Biomechanical response of the temporomandubular joint disc complex to mechanical loads.
5-9.pdf 4.82 MB
van Eijden, Theo M.G.J.
stress and strain
The temporomandibular joint(TMJ), one of the load-bearing organs in human body, is composed of bone componets and soft tissues. Of the soft tissues, the TMJ disc consists mainly of collagen fibers and proteoglycans constained in the interstices of the collagen network. This construction results in a viscoelastic response to loading and enables the disc to play an important role as a stress absorber during function. The viscoelastic properties depend on the direction(tension, compression, and shear) and the type of the applied loading (static and dynamic). For instance, upon dynamic loading the disc is likely to behave less stiff than under static loading because of the difference of fluid flow through and out of the tissue during loading. Furthermore, the retrodiscal tissue adjacent to the TMJ disc has an important joint-stablizing function during month opening although this tissue exhibits less stiffness than the TMJ disc and therefore has no or less function as a stress absorber. Information about the viscoelastic behavior of the soft tissues in the TMJ is required to understand its function, which is a requirement, for instance, to develop a suitable replacement and tissue engineering of the TMJ. In the present paper, the biomechanical properties of the TMJ disc and retrodiscal tissue in response to various loading conditions are discussed.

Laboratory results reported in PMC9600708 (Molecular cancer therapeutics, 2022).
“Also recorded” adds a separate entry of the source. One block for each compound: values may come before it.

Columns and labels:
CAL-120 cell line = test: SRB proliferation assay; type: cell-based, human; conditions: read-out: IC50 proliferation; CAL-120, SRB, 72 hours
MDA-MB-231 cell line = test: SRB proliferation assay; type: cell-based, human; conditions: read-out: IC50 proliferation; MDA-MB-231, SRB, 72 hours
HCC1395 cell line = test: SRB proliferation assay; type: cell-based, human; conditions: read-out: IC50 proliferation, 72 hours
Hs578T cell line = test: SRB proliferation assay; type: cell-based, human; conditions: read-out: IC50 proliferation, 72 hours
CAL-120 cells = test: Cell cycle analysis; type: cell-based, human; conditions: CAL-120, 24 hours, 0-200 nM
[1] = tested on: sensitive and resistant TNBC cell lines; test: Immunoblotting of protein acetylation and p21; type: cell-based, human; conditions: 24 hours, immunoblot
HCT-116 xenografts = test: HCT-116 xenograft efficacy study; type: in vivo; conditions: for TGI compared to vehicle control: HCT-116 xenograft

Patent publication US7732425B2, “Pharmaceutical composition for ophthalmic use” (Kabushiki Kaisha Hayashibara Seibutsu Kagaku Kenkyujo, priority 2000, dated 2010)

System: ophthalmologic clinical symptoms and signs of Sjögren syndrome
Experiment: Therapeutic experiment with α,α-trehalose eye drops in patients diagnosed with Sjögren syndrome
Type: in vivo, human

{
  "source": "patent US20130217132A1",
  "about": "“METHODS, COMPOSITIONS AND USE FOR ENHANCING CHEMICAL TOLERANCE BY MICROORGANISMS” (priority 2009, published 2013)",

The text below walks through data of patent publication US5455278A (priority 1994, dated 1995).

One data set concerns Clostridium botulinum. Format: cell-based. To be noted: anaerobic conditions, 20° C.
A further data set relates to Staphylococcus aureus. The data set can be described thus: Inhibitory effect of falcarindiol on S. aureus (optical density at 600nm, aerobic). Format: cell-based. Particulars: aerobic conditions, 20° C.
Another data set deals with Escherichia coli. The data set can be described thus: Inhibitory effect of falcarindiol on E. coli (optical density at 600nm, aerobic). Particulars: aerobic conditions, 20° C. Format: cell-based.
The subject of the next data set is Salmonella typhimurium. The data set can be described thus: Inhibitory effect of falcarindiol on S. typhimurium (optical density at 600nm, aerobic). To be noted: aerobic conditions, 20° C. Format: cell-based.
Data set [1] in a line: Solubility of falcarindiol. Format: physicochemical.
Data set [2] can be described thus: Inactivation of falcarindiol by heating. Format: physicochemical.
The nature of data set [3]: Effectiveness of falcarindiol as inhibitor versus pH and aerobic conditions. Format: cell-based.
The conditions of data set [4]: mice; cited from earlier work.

International Conference on TMJ Replacement and Tissue Engineering in Hiroshima : 顎関節部の再建と組織再生に関する国際カンファレンス-広島
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Graduate School of Biomedical Science